Questioning the bond plan for South Shore

To the Editor:

I am grateful to Herald reporter Aaron Gettinger for his pertinent questions for Ald. Leslie Hairston (5th) regarding her odd announcement that an unnamed government entity is going to float a bond issue of unknown size for the purpose of improving South Shore. (See the Herald website, hpherald.com, for the story. Editor’s note: the article also appears in this printed editon,) It was Mr. Gettinger’s follow-up which revealed that the particulars of this bond issue do not exist, making it a textbook example of an election season promise. As a candidate for the position of Fifth Ward alderman myself, I can tell you I know what those promises are worth and how easily the electorate sees through them.

Nevertheless, we reveal ourselves through the stories we tell. Hairston says we will only prosper if our communities are united and then immediately states that this ephemeral bond issue will not be used to benefit Grand Crossing, Woodlawn, or Hyde Park (which all partly sit in the Fifth Ward). It is a gift to her South Shore voters – the loyalty of whom, one might infer, is in question. She has no interest in being a unifying force – that’s just something one says in press releases.

The more than 3,000 registered voters in Woodlawn might be stung but would not be surprised to hear that Leslie Hairston does not think Woodlawn has unmet needs. Her profound disinterest in the neighborhood is probably why fewer than 20 percent of Woodlawn voters in the Fifth picked her in the last election. Grand Crossing’s more than 1,900 Fifth Ward voters might also be unhappy to be so easily dismissed. Hyde Parkers, I believe, recognize the economic crisis in the south end of the ward and will not be offended by being excluded — but will also not be fooled by this slapped-together plan.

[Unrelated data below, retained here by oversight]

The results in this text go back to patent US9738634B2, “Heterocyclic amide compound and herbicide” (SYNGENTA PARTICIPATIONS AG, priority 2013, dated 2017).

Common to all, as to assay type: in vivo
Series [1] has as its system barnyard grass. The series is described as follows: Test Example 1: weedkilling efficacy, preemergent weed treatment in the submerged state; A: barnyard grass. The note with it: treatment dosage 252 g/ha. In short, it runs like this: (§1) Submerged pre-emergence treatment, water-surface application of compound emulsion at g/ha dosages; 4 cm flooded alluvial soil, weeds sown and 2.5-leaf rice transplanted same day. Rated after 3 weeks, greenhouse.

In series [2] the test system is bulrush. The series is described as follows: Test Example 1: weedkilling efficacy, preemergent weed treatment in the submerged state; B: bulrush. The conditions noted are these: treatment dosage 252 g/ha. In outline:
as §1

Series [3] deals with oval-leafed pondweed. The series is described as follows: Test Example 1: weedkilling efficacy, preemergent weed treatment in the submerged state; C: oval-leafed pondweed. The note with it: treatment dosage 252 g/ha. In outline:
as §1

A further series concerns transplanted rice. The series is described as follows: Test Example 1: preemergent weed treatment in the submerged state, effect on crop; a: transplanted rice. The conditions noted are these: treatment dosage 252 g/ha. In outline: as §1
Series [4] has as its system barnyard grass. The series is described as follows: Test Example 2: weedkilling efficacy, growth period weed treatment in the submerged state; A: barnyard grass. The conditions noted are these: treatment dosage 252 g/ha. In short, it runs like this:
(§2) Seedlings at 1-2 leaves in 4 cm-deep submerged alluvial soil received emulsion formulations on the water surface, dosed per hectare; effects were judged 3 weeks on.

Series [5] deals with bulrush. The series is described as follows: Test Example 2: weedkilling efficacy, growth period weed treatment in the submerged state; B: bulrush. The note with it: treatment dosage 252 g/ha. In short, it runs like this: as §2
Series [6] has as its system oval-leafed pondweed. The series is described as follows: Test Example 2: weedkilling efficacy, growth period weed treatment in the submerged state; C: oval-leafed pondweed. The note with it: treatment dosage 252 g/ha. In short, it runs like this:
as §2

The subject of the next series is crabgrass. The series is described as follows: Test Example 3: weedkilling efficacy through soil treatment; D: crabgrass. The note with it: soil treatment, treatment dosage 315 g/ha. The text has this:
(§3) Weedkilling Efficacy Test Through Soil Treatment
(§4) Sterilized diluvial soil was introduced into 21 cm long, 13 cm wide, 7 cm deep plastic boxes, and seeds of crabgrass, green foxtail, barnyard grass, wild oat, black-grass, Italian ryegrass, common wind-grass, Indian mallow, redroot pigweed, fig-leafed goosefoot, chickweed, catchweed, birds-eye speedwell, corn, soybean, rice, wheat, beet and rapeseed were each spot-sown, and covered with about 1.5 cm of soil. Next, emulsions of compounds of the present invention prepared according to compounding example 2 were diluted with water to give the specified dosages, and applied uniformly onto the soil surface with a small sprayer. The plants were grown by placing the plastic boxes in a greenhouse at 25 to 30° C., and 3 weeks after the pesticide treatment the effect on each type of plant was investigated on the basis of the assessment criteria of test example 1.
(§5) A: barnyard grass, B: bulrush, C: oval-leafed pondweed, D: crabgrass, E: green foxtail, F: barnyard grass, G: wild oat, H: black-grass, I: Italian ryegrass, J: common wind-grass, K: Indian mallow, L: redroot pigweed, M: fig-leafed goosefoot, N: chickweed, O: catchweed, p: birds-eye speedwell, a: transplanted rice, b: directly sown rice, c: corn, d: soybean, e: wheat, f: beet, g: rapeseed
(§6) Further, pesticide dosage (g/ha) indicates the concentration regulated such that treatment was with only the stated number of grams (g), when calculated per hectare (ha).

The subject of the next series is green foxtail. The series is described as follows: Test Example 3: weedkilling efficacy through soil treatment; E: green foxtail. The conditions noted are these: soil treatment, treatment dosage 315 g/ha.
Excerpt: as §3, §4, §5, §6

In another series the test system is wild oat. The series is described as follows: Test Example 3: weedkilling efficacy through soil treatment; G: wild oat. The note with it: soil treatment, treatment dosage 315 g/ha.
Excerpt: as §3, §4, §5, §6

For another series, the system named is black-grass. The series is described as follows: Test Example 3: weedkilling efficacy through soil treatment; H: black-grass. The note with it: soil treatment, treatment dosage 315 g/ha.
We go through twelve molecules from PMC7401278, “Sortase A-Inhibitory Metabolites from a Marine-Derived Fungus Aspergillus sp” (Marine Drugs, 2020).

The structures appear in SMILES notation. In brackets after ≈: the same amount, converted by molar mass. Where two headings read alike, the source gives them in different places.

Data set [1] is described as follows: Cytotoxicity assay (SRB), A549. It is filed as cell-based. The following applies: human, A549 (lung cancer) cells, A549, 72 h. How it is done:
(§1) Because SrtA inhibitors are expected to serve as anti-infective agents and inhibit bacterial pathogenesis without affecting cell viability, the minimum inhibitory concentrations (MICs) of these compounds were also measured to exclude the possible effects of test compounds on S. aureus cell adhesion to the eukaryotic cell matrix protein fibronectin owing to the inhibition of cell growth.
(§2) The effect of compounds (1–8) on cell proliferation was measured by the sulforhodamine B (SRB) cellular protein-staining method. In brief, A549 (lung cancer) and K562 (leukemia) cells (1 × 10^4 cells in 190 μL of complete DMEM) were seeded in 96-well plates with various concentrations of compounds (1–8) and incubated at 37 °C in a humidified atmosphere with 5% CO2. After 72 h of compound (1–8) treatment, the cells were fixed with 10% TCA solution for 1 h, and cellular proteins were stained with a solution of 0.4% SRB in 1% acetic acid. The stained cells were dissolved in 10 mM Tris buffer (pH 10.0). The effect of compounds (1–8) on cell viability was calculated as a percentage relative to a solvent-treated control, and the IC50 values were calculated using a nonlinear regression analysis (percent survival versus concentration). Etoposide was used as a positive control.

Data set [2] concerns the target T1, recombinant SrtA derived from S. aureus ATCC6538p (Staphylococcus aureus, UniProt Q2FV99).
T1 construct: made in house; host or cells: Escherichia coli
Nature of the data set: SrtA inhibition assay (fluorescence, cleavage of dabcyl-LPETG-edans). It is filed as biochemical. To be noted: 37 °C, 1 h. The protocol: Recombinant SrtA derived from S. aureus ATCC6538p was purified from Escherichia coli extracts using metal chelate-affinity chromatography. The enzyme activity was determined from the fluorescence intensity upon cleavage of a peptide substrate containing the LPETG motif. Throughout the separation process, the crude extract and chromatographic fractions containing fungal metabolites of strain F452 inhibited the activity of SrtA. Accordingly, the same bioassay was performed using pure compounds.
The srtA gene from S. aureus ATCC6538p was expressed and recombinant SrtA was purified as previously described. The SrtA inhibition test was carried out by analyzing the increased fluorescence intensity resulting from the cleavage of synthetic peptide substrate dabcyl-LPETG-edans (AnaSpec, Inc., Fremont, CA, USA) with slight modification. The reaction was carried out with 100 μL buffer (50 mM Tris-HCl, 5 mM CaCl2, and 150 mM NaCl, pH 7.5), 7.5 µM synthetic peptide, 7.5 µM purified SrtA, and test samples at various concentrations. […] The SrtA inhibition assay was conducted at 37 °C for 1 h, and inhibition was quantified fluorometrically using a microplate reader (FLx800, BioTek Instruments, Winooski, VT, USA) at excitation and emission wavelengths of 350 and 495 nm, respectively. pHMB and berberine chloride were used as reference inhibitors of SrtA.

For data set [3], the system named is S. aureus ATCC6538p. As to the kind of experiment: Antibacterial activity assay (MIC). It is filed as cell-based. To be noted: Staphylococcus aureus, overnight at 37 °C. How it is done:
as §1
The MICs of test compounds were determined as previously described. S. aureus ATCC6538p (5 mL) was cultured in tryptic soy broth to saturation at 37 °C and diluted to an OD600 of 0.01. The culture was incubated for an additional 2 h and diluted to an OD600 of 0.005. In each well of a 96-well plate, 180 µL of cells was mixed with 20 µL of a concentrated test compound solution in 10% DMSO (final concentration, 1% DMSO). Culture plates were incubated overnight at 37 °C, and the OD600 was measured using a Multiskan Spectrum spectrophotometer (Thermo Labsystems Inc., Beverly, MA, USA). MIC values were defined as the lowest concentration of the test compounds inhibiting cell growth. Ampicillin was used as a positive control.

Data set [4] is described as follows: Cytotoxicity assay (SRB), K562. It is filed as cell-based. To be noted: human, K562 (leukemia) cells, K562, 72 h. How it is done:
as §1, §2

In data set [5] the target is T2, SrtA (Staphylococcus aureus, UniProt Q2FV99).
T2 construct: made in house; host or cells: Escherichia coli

This scheme is not only devoid of detail, it is also a dangerous idea. Borrowing money from anywhere you can get it is not the kind of fiscally responsible strategizing I want from my City Council or my alderman. How about you?

In my view, if borrowing is needed, it should be carefully planned and designed to have an impact on the most needed levels, which must include individual and family asset development. There is a huge need for rebuilding the assets in our communities that have been stripped away through illegal, predatory practices, including mortgage fraud. Even by conservative measures, white families have ten times the wealth of African American families. This, it seems, even with an imaginary pot of money, is unimportant to Hairston, although it is at the root of our ward’s economic challenges. Instead, she plans to give grants to undisclosed community organizations. With no process and an election a month away, I suppose these groups will have to guess at how Hairston will deem them worthy, which is a pretty cynical way to get folks on your side in an election year.

This is what I believe: There is no plan, just a tossed-together collection of buzzwords and vague promises to get electoral support the cheap and easy way. For a real economic plan, visit gabrielpiemonte.com.

We have seen 20 years of what Hairston’s economic plans look like in the south end of the ward. If it weren’t for the University of Chicago, the north end would not look much different. People deserve better. Our communities deserve serious plans – and serious leadership – for a change.

Gabriel Piemonte

Candidate, Fifth Ward alderman